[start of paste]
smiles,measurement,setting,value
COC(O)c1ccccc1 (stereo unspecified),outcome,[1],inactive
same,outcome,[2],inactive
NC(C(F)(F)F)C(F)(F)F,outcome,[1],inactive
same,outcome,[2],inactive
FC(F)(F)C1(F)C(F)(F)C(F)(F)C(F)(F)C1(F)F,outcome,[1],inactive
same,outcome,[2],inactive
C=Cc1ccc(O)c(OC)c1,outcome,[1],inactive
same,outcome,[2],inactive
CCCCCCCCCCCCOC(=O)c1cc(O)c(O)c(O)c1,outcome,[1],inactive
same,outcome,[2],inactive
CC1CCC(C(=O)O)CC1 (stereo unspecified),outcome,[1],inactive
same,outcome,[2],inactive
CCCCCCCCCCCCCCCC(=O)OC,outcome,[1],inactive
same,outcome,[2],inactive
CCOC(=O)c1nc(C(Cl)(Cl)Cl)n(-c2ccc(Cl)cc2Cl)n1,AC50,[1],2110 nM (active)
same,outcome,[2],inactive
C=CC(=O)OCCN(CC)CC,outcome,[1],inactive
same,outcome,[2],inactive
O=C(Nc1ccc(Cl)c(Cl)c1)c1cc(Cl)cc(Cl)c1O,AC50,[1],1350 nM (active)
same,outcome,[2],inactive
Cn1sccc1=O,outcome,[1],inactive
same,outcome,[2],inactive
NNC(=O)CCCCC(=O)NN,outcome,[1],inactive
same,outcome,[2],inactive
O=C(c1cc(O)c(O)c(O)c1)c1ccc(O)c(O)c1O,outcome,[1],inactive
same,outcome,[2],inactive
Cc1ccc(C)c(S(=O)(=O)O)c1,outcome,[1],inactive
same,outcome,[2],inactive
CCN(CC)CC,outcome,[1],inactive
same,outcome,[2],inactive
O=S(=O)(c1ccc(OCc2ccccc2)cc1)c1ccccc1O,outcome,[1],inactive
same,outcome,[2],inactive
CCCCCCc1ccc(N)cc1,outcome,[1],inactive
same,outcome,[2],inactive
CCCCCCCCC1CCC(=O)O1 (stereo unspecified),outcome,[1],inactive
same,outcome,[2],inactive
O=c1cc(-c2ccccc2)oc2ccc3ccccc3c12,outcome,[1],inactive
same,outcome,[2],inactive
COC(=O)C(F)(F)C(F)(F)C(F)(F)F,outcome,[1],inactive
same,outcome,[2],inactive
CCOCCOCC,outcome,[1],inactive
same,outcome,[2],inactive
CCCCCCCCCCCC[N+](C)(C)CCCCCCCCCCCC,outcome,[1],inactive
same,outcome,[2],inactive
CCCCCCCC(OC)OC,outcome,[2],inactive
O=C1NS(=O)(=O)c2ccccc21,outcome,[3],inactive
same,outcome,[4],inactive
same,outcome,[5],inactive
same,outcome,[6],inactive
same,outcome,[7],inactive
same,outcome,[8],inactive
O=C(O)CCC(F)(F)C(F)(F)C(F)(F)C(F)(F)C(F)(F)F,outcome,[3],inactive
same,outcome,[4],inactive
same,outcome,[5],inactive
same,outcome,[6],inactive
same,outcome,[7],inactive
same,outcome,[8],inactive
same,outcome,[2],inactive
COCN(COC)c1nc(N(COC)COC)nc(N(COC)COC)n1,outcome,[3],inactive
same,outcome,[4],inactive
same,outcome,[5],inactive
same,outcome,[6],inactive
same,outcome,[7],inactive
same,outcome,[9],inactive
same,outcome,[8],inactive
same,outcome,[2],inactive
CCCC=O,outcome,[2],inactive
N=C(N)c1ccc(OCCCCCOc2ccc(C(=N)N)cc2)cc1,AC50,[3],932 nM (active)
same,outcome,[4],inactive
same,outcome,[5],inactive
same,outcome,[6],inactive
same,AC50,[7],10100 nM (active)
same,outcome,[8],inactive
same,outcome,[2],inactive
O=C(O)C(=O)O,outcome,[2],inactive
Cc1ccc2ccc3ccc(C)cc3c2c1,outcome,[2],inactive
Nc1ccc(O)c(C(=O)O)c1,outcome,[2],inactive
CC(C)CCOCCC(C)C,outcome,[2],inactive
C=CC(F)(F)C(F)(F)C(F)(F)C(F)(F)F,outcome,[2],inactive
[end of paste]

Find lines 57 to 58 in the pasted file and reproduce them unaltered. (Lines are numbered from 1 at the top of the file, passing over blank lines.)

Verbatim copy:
same,outcome,[7],inactive
same,outcome,[8],inactive